Union members make up roughly 15 percent of LA’s labor force. The economic context for unions in Los Angeles is a formal labor market that has been stagnant since 1990, with all net job growth occurring in the informal economy. More than a quarter of the labor force is impoverished.
There are at least three reasons why it has become important for Los Angeles to exert purposeful influence on its own economic trajectory: The population has grown steadily but the number of jobs in the formal economy, where employers comply with labor law, is still below the level of 1990.
We estimate that $1.1 billion in economic impacts generated by city purchases occur outside of Los Angeles County. There are opportunities to implement import substitution strategies to increase Los Angeles’ share of beneficial economic impacts from city purchases. Import substitution strategies will be most beneficial if they help build growth momentum for industries that are beneficial to Los Angeles.
We all have a stake in helping children and youth whose lives have been disrupted by lack of safe, permanent and adequate housing to achieve success in learning, growing and maturing. Beyond ensuring school enrollment and attendance this stake also includes working with others to help homeless children and families meet basic survival needs and overcome the trauma of homelessness.
The Beverly-Virgil project area does not have a well-ordered pattern of land use or a clear economic trajectory that suggests an “obvious” economic development strategy. Many parts of the project area are physically inhospitable, with intense traffic, stark security fences, and a general lack of amenities. One of the challenges for redevelopment is to make the highly developed transportation infrastructure an asset that supports growth rather than a source of blight, and in particular to use the Vermont-Beverly subway station to leverage desirable development. The residential population within the project area appears to be too sparse to participate in neighborhood planning; another challenge for redevelopment is to create future possibilities for a more cohesive community.
A comprehensive strategy with 25 actions, accountable agencies, timelines, and performance benchmarks to prevent and end homelessness in Los Angeles County. From 2002 through 2004 the Economic Roundtable and the Institute for the Study of Homelessness and Poverty at the Weingart Center carried out research, listened to ideas from community stakeholders, and met with public officials in order to prepare this strategic plan for ending homelessness in Los Angeles County.
Information about employment and wages in the Wilshire Study Area has been created to help the Community Redevelopment Agency of the City of Los Angeles identify development opportunities that will provide sustaining employment for local residents. Three Streets, Three Economies Jobs, wages and anchor industries vary widely from one major street to the next, and as a consequence the Study Area’s three major east-west streets each need to be studied separately.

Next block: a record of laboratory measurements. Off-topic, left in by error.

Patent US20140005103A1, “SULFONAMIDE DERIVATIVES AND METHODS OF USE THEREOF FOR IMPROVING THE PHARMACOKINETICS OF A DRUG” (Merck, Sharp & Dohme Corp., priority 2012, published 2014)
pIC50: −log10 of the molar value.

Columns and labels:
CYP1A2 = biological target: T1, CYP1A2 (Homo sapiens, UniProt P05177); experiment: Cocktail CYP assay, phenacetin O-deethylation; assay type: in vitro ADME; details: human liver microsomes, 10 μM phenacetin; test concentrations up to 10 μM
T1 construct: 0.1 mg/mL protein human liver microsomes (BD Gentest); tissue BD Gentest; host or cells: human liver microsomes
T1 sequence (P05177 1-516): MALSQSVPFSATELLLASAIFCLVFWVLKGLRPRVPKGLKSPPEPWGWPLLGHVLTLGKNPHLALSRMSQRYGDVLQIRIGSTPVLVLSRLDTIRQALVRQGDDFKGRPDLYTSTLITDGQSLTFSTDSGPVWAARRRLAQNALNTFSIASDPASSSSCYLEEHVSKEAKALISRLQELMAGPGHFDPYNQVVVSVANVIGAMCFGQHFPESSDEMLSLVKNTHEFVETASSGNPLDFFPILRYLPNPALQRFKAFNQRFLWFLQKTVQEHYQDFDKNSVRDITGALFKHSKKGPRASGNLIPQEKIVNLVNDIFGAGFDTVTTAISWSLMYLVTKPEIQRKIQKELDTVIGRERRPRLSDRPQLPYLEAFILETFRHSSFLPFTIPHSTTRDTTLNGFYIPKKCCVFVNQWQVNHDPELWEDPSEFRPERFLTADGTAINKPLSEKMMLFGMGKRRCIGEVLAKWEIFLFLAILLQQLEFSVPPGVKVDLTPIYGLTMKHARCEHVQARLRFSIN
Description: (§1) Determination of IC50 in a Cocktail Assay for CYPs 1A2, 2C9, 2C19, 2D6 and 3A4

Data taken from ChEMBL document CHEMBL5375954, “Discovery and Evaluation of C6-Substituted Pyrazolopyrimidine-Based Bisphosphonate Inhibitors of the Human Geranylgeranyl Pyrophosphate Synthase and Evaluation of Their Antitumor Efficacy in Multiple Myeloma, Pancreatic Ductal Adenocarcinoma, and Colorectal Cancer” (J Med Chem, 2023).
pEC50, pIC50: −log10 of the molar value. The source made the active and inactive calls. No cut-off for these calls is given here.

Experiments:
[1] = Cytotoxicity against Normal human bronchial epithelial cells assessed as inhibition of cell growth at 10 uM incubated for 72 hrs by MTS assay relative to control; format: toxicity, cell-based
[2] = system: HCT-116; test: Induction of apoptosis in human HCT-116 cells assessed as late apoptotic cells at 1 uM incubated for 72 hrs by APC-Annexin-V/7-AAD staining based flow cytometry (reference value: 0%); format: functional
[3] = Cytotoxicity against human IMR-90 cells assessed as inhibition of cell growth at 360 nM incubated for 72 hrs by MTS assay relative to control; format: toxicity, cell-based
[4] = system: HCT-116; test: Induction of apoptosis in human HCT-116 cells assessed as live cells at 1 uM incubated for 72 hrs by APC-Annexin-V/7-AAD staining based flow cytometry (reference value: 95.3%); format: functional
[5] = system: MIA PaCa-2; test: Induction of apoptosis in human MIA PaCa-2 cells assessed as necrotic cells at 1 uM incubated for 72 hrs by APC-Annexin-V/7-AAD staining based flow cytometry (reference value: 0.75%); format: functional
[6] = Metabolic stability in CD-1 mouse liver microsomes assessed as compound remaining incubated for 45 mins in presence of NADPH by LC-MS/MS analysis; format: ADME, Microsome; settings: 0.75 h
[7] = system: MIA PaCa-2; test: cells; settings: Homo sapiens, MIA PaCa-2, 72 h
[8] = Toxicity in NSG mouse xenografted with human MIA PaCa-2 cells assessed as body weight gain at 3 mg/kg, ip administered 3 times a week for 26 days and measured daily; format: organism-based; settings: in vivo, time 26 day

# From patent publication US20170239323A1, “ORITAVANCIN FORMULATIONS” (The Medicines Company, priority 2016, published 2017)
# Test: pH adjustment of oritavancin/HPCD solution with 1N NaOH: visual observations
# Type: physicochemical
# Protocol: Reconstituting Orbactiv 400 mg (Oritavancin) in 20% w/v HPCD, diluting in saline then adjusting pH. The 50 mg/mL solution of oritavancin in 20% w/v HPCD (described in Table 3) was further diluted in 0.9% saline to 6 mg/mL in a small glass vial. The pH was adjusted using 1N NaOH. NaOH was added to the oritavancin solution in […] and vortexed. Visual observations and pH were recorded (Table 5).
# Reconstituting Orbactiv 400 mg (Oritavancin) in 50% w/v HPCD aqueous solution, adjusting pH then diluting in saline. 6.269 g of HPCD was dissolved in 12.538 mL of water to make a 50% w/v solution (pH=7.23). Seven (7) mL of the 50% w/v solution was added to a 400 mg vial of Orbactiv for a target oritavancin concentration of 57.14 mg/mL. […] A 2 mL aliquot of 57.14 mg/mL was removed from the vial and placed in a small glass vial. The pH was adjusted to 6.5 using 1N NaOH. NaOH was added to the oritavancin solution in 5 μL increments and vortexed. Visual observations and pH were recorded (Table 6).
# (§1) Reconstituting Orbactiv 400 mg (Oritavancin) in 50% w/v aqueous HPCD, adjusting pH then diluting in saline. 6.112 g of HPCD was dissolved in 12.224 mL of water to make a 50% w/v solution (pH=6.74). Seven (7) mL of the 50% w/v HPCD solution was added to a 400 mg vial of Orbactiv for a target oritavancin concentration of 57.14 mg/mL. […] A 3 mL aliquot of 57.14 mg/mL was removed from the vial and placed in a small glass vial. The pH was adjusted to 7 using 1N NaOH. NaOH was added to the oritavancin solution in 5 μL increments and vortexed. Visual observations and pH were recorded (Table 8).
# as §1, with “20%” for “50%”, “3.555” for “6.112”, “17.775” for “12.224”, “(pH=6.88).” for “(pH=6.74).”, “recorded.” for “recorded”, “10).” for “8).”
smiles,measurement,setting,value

The survival of a city depends on at least three things: people who are willing to live and work together, a reasonably healthy economy, and an effectively organized government. This paper discusses the health of LA's economy, how it got the way it is, and what can be done about it.
Los Angeles has been a path breaker in setting increasingly ambitious environmental goals and introducing innovative technologies to achieve those goals. The City commissioned this study to investigate the job opportunities that would result from becoming a center of production for “green” goods and services that provide renewable or less-polluting sources of energy, and help reduce pollutants from our existing industrial base, transportation infrastructure, and residential communities.
Los Angeles was home to 4.0 million people and 1.9 million workers were employed in establishments within city boundaries in 2005. This large metropolitan economy is made up of many diverse geographic and industrial elements. Despite what appears to be a large and robust economy, the workers and employers in Los Angeles still have challenges to overcome.
While the visitor industry is a key economic engine for LA, it’s Lodging industry shows signs of structural weakness. Compared to the size of its visitor economy, LA’s Lodging inventory is only 62 percent of the national average. Compared to other cities with which it competes for tourism spending, LA’s Lodging industry serves a relatively small number of visitors given the size our economy.
There is extensive evidence of a growing informal labor force in Los Angeles City and County, along with stagnant employment in the formal labor market. Between 2000 and 2004, the working age population in the county grew by 4.9 percent, but the number of wage and salary jobs (i.e.,